How the arrogant refuse to admit defeat

How the arrogant refuse to admit defeat

The debate between Musa (peace be on him) and Firaun features in different places in the Quran and is very interesting when it is collected together. It also appears in Surat Ash Shu’ara, which is a Makki surah with a few Madani verses.  

Allah Almighty commanded Musa (peace be on him) to got to Firaun who he was claiming he was the highest authority and the most powerful being in the world. Musa (peace be on him) was hesitant to approach him. He gives many reasons why going to Firaun is going to be a very difficult challenge. However, Allah Almighty tells him not to worry and that He will be with Him with his brother, Harun.

Pharaoh asked, “And what is ‘the Lord of all worlds’?”

Moses replied, “˹He is˺ the Lord of the heavens and the earth and everything in between, if only you had sure faith.” (26:23)

Moses added, “˹He is˺ your Lord and the Lord of your forefathers.” (26:26)

Look at the response! Firaun is unable to accept the truth. He will lose face and be rejected by people  if he rejects the truth, so he casts doubt on the one who brought the message. Therefore, his method of attacking the truth is to call the Messenger mad.

Pharaoh said ˹mockingly˺, “Your messenger, who has been sent to you, must be insane.” (26:27)

The arrogant cannot accept defeat

It is the characteristic of arrogant people that they cannot accept defeat at all. They will go to any lengths to prove they are right.

We have seen this with Trump who could not stomach defeat in the US elections. It is a reflection of their narcissism. Firaun is a clear example. Rather than admit he is wrong, he blames the others and says they are wrong. When it does not work, he resorts to violence. Just as Trump stormed the Capitol, Firaun uses the threat of violence when he could not defeat Musa (peace be on him) in debate:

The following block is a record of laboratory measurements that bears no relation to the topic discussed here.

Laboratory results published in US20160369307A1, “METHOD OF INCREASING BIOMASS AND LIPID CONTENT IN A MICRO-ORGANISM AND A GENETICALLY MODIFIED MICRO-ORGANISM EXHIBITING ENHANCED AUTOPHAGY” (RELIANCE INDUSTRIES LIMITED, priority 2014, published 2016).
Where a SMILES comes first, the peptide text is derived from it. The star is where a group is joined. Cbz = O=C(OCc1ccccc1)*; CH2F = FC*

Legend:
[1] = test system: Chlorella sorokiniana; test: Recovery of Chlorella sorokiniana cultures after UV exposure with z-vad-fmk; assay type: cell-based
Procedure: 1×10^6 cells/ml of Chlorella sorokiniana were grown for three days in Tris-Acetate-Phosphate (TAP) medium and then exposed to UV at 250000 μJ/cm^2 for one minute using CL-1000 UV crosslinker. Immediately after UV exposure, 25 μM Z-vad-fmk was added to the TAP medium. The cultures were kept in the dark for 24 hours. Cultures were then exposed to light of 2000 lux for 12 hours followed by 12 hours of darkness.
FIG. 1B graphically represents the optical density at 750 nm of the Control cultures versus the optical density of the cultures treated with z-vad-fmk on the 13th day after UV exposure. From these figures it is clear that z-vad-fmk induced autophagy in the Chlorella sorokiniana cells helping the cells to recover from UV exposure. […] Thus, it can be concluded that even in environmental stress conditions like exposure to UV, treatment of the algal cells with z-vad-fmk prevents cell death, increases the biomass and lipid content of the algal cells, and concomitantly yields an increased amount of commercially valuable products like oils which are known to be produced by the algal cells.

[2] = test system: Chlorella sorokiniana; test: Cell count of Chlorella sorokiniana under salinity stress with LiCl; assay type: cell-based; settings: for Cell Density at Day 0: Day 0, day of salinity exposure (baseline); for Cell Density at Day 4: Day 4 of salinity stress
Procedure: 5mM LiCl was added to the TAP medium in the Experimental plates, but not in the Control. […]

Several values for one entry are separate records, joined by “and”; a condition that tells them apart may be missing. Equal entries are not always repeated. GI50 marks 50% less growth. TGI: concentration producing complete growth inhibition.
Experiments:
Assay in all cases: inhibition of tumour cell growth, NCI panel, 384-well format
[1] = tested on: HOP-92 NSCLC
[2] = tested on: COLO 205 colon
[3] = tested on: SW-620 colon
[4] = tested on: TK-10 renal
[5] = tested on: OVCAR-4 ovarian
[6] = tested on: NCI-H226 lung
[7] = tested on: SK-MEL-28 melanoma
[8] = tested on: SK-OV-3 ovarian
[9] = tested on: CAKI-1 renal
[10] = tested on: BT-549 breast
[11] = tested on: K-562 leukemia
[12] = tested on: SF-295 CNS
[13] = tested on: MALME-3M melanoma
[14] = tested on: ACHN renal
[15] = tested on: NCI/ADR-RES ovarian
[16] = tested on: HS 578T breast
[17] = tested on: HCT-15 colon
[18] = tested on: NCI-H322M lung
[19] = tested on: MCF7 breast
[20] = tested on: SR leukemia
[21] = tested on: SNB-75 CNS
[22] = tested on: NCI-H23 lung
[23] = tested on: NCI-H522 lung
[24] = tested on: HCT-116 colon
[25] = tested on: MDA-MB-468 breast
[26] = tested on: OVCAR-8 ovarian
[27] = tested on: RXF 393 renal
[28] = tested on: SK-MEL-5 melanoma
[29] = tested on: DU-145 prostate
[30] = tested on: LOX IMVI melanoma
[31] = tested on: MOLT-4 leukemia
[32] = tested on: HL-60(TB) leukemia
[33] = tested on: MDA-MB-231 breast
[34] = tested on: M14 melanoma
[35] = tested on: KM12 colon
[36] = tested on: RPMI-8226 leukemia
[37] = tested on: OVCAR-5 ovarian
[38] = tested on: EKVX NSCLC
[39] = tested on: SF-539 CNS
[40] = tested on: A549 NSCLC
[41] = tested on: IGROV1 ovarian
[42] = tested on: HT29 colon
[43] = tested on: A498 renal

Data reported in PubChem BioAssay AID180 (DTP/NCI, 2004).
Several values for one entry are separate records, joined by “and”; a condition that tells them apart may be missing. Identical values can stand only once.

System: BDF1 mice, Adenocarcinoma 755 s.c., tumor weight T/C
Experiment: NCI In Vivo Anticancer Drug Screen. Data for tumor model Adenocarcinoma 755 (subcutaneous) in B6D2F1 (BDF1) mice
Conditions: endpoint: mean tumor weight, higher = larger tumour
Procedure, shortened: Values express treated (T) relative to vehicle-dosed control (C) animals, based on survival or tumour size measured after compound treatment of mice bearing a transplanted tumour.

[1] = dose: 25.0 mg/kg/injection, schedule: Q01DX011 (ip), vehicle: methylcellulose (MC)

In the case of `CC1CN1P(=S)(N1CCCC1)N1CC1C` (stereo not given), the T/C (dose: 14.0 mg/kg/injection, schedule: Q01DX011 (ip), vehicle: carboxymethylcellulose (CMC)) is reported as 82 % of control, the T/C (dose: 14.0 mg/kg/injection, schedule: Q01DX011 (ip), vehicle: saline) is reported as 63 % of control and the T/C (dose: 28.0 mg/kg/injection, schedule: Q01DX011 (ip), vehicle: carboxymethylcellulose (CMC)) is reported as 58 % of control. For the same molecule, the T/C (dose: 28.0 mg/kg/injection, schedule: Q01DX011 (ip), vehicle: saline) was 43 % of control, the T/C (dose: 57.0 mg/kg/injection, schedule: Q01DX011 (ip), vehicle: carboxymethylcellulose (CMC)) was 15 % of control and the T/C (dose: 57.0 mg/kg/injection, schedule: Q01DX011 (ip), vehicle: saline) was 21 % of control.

Pharaoh threatened, “If you take any other god besides me, I will certainly have you imprisoned.” (26:29)

Portraying a twisted reality

Musa (peace be on him) then offers to bring proof, which is an embarrassment to Firaun, who cannot say that he will not believe anything Musa brings because he is trying to show that he is democratic.

Firaun is mocking and derisive. When he is defeated by Musa (peace be on him), he wants to kill everyone.

Firaun, the most tyrannical person but tries to portray himself as a democratic leader. He asks his men, ‘So what do you propose?’ Even though he gives the orders, he is appealing for sympathy and creates the impression that he needs their permission.

Pharaoh said to the chiefs around him, “He is indeed a skilled magician, who seeks to drive you from your land by his magic. So what do you recommend? (26:35)

He makes it seem as if he wants the best for his nation, when he is purely self-interested and self-centred. It is akin to saying ‘I want democracy for America, I want to get the true result’ when the reality is that it is merely a power grab.

Appealing for public sympathy

Firaun paints the picture that Musa (peace be on him) is ruining their country, and it is up to them to do something.  He is getting the crowd on his side. He is the one who is the Lord, yet he puts it to them that they can choose what to do.

We see such a character in every community, in various shapes and sizes.

We ask Allah to protect us from arrogance and arrogant people. Ameen.

Shaykh Haytham Tamim – Ramadan day 12

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Shaykh Haytham Tamim is the founder and main teacher of the Utrujj Foundation. He has provided a leading vision for Islamic learning in the UK, which has influenced the way Islamic knowledge is disseminated. He has orchestrated the design and delivery of over 200 unique courses since Utrujj started in 2001. His extensive expertise spans over 30 years across the main Islamic jurisprudence schools of thought. He has studied with some of the foremost scholars in their expertise; he holds some of the highest Ijazahs (certificates) in Quran, Hadith (the Prophetic traditions) and Fiqh (Islamic rulings). His own gift for teaching was evident when he gave his first sermon to a large audience at the age of 17 and went on to serve as a senior lecturer of Islamic transactions and comparative jurisprudence at the Islamic University of Beirut (Shariah College). He has continued to teach; travelling around the UK, Europe and wider afield, and won the 2015 BISCA award (British Imams & Scholars Contributions & Achievements Awards) for Outstanding Contribution to Education and Teaching.